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Unsurprisingly, Spotify, a prominent Apple critic, came out swinging after Apple announced how it would comply with the European Union's new regulation, the Digital Markets Act, or DMA, calling Apple's plan “extortion” and a “complete and complete farce.” But on a Q4 2023 earnings call with investors, Spotify CEO Daniel Ek took a more muted tone regarding the new law, saying there was no real downside to its business, from an investor's perspective, as companies could stay on their current terms. With Apple. In fact, there are “potential future victories that could be very significant.”
Although Apple is abiding by the letter of the law — which forces Apple to open up its app ecosystem to new app stores and other payment mechanisms — it is certainly not complying with the spirit of the law, which is intended to foster more competition. Instead, Apple's complex new terms include a new core technology fee, which requires developers to pay €0.50 for every first annual installation over the million threshold, regardless of their distribution channel. It will also take a commission on digital goods and services made on the developer's website within seven days of a user clicking on an in-app link for external purchases.
Ek immediately criticized Apple on social media after its terms were announced, calling Apple's solution a “masterclass in distortion” and warning that Spotify “cannot afford these fees” if it wants to “be a profitable company.”
Speaking to investors at the quarterly earnings conference call, he reiterated that position, saying that Apple's solution was a “farce” that no reasonable developer would want to choose. However, he downplayed any negative impact Apple's rules might have on Spotify's business or revenue.
“I know there were initially some questions about whether or not this was a downside for Spotify. I don't think that's the case. So, you know, we still have the ability to adhere to the old terms, and continue to operate,” Ek said. “As we currently stand.” In other words, nothing will change for Spotify in the near term with the new law coming into effect.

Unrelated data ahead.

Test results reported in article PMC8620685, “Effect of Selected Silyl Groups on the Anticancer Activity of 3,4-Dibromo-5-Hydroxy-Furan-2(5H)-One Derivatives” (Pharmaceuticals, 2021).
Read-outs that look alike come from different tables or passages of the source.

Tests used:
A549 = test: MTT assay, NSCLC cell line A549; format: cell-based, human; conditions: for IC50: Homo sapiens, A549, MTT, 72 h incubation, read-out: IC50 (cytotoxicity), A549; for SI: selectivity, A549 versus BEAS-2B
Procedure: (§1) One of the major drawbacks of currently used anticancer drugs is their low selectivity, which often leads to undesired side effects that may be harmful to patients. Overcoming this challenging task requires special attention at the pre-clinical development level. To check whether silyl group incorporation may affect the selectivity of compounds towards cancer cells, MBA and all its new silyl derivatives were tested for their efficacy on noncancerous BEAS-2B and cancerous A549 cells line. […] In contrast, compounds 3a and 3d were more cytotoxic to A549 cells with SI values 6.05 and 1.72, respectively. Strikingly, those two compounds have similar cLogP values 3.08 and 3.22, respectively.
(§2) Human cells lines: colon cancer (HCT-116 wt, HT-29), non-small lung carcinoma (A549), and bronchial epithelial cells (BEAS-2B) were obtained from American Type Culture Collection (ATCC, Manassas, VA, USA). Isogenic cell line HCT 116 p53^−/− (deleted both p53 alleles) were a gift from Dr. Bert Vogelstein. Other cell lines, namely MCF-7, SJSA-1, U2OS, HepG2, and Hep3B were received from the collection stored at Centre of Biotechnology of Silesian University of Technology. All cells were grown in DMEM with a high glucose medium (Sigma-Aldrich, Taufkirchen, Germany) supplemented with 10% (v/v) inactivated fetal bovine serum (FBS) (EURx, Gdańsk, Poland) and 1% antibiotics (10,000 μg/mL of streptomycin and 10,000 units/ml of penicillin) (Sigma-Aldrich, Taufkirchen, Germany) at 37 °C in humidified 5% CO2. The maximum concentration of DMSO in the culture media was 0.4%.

Additionally, the CEO suggested that some positives could emerge from the new competitive landscape, adding that there are “future aspects” of the new rules that could be “very important.” The company had previously hinted at its plans In a blog post, saying the DMA will allow things like superfan clubs and alternative app stores, and will give creators the ability to download the Spotify for Artists app and Spotify for Podcasters app directly from its website. (It was this The first time Spotify mentioned Superfan ClubsIn reality.)
Additionally, the company previously said the relaxed rules will mean it can communicate with customers on its app about “new products for sale, promotions, Super Fan Clubs, and upcoming events, including when items like audiobooks go on sale.” Blog post read.
Ek again confirmed this was the case, telling investors that fan clubs were among the things Spotify could take advantage of the new rules to enable, something that couldn't have been done before because doing so would have made the whole of Spotify unprofitable. In addition to fan clubs, the CEO also suggested that, with the right regulations, Spotify could leverage its in-app purchases for things like audiobook purchases or increased operating hours — things that could make “a lot of sense” for Spotify's revenue. . , since it currently has to share 30% of that with Apple.
Today Spotify is still struggling to make a profit, which is why it wants to keep as much revenue within the app as possible. Last quarter, it made a rare profit of €32 million, but it made it this quarter A loss of 70 million euros – Although this is down from 270 million euros a year ago.
“Some of these more innovative things that we'd like to do, we're currently limited in doing on the iOS ecosystem,” he said. “Obviously my hope remains high that the European Commission will take action and allow this to happen,” he said, apparently referring to the implementation of the law on March 7 and the possibility that the Commission will force Apple to review its changes. . He noted that it would then be “much greater for the ecosystem, both for consumers and creators alike.”
Updated, 2/6/24, 2:45pm ETApple emailed a statement in response to Ek's comments (see below). The company also pointed out that Spotify pays Apple nothing and can continue to do so, even under Apple's DMA compliance plan.
“We're happy to support the success of all developers – including Spotify, which has the most successful music streaming app in the world. The changes we're sharing for apps in the EU give developers freedom of choice – with new options for distributing iOS apps and processing payments. Every developer can choose to stay On the same terms as today. Under the new terms, more than 99% of developers will pay the same amount or less to Apple.